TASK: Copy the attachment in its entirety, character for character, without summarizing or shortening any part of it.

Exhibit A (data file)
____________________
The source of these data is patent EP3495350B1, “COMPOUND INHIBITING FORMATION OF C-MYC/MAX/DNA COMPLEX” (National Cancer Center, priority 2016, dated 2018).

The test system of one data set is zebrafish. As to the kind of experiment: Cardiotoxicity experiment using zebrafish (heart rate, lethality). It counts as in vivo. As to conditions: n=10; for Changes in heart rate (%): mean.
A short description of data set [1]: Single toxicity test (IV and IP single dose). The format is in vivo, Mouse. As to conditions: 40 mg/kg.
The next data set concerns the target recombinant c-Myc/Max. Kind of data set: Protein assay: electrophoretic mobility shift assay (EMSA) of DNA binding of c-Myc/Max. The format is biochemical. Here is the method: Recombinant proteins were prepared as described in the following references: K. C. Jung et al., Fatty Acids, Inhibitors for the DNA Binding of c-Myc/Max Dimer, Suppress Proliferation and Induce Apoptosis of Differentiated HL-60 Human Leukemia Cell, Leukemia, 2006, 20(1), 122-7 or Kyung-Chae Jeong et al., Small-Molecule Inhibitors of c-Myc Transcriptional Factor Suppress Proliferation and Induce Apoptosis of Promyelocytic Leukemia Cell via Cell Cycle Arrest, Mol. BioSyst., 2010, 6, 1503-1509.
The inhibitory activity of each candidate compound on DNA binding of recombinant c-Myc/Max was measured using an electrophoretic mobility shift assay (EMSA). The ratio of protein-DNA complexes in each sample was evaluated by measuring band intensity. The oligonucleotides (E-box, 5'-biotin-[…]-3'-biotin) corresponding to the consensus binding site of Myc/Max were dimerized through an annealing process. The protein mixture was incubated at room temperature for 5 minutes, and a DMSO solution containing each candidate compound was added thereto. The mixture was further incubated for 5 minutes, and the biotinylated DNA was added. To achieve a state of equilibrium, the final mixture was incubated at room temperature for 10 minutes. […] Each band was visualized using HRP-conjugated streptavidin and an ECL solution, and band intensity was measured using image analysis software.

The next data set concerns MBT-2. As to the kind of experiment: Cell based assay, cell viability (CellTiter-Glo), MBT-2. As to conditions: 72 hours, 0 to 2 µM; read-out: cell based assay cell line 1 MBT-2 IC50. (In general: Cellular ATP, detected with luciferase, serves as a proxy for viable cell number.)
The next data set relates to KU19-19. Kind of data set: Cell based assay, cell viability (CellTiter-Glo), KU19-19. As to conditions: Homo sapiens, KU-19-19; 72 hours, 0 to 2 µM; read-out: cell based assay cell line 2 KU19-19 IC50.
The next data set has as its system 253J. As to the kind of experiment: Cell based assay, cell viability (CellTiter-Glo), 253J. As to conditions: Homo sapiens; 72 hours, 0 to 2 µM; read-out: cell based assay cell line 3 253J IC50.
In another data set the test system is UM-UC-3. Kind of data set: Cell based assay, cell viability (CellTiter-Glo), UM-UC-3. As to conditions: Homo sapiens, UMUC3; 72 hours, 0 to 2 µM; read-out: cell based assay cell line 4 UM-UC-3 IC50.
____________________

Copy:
The source of these data is patent EP3495350B1, “COMPOUND INHIBITING FORMATION OF C-MYC/MAX/DNA COMPLEX” (National Cancer Center, priority 2016, dated 2018).

The test system of one data set is zebrafish. As to the kind of experiment: Cardiotoxicity experiment using zebrafish (heart rate, lethality). It counts as in vivo. As to conditions: n=10; for Changes in heart rate (%): mean.
A short description of data set [1]: Single toxicity test (IV and IP single dose). The format is in vivo, Mouse. As to conditions: 40 mg/kg.
The next data set concerns the target recombinant c-Myc/Max. Kind of data set: Protein assay: electrophoretic mobility shift assay (EMSA) of DNA binding of c-Myc/Max. The format is biochemical. Here is the method: Recombinant proteins were prepared as described in the following references: K. C. Jung et al., Fatty Acids, Inhibitors for the DNA Binding of c-Myc/Max Dimer, Suppress Proliferation and Induce Apoptosis of Differentiated HL-60 Human Leukemia Cell, Leukemia, 2006, 20(1), 122-7 or Kyung-Chae Jeong et al., Small-Molecule Inhibitors of c-Myc Transcriptional Factor Suppress Proliferation and Induce Apoptosis of Promyelocytic Leukemia Cell via Cell Cycle Arrest, Mol. BioSyst., 2010, 6, 1503-1509.
The inhibitory activity of each candidate compound on DNA binding of recombinant c-Myc/Max was measured using an electrophoretic mobility shift assay (EMSA). The ratio of protein-DNA complexes in each sample was evaluated by measuring band intensity. The oligonucleotides (E-box, 5'-biotin-[…]-3'-biotin) corresponding to the consensus binding site of Myc/Max were dimerized through an annealing process. The protein mixture was incubated at room temperature for 5 minutes, and a DMSO solution containing each candidate compound was added thereto. The mixture was further incubated for 5 minutes, and the biotinylated DNA was added. To achieve a state of equilibrium, the final mixture was incubated at room temperature for 10 minutes. […] Each band was visualized using HRP-conjugated streptavidin and an ECL solution, and band intensity was measured using image analysis software.

The next data set concerns MBT-2. As to the kind of experiment: Cell based assay, cell viability (CellTiter-Glo), MBT-2. As to conditions: 72 hours, 0 to 2 µM; read-out: cell based assay cell line 1 MBT-2 IC50. (In general: Cellular ATP, detected with luciferase, serves as a proxy for viable cell number.)
The next data set relates to KU19-19. Kind of data set: Cell based assay, cell viability (CellTiter-Glo), KU19-19. As to conditions: Homo sapiens, KU-19-19; 72 hours, 0 to 2 µM; read-out: cell based assay cell line 2 KU19-19 IC50.
The next data set has as its system 253J. As to the kind of experiment: Cell based assay, cell viability (CellTiter-Glo), 253J. As to conditions: Homo sapiens; 72 hours, 0 to 2 µM; read-out: cell based assay cell line 3 253J IC50.
In another data set the test system is UM-UC-3. Kind of data set: Cell based assay, cell viability (CellTiter-Glo), UM-UC-3. As to conditions: Homo sapiens, UMUC3; 72 hours, 0 to 2 µM; read-out: cell based assay cell line 4 UM-UC-3 IC50.